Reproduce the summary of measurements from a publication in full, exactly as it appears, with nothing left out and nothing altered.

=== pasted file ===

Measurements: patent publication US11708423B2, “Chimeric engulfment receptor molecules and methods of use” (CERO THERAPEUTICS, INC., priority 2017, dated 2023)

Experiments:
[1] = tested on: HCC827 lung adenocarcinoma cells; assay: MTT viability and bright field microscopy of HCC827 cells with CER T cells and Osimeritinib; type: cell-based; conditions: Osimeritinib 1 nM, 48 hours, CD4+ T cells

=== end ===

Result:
Measurements: patent publication US11708423B2, “Chimeric engulfment receptor molecules and methods of use” (CERO THERAPEUTICS, INC., priority 2017, dated 2023)

Experiments:
[1] = tested on: HCC827 lung adenocarcinoma cells; assay: MTT viability and bright field microscopy of HCC827 cells with CER T cells and Osimeritinib; type: cell-based; conditions: Osimeritinib 1 nM, 48 hours, CD4+ T cells